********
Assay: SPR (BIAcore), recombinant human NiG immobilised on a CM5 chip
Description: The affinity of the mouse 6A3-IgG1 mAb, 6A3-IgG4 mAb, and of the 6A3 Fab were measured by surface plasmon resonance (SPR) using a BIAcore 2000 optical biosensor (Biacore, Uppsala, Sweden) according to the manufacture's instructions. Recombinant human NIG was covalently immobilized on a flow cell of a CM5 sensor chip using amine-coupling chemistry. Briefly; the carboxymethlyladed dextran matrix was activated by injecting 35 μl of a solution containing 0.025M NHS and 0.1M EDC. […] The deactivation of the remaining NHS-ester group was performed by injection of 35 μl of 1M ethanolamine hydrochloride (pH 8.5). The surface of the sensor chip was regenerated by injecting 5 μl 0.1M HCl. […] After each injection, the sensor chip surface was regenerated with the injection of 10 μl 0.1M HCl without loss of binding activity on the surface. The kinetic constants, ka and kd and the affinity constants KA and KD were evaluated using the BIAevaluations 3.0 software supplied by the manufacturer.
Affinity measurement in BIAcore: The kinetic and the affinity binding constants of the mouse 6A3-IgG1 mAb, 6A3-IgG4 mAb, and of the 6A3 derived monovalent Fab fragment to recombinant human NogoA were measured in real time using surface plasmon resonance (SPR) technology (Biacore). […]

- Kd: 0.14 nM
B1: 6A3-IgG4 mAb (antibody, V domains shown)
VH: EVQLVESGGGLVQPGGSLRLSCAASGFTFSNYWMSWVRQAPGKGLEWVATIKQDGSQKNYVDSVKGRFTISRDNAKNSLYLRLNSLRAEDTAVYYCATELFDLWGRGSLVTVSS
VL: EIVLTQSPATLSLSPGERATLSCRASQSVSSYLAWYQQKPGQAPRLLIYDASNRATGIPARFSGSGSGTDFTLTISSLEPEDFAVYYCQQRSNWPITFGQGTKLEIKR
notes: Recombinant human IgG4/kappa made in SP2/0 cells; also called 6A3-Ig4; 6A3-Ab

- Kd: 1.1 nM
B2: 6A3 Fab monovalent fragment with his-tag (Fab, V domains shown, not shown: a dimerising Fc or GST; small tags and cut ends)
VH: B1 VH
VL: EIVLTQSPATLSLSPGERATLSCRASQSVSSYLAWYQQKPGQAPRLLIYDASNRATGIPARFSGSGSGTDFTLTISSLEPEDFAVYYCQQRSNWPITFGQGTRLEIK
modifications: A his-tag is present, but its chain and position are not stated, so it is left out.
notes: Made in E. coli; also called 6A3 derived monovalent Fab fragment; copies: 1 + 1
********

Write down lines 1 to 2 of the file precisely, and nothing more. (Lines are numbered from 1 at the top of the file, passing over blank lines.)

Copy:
Assay: SPR (BIAcore), recombinant human NiG immobilised on a CM5 chip
Description: The affinity of the mouse 6A3-IgG1 mAb, 6A3-IgG4 mAb, and of the 6A3 Fab were measured by surface plasmon resonance (SPR) using a BIAcore 2000 optical biosensor (Biacore, Uppsala, Sweden) according to the manufacture's instructions. Recombinant human NIG was covalently immobilized on a flow cell of a CM5 sensor chip using amine-coupling chemistry. Briefly; the carboxymethlyladed dextran matrix was activated by injecting 35 μl of a solution containing 0.025M NHS and 0.1M EDC. […] The deactivation of the remaining NHS-ester group was performed by injection of 35 μl of 1M ethanolamine hydrochloride (pH 8.5). The surface of the sensor chip was regenerated by injecting 5 μl 0.1M HCl. […] After each injection, the sensor chip surface was regenerated with the injection of 10 μl 0.1M HCl without loss of binding activity on the surface. The kinetic constants, ka and kd and the affinity constants KA and KD were evaluated using the BIAevaluations 3.0 software supplied by the manufacturer.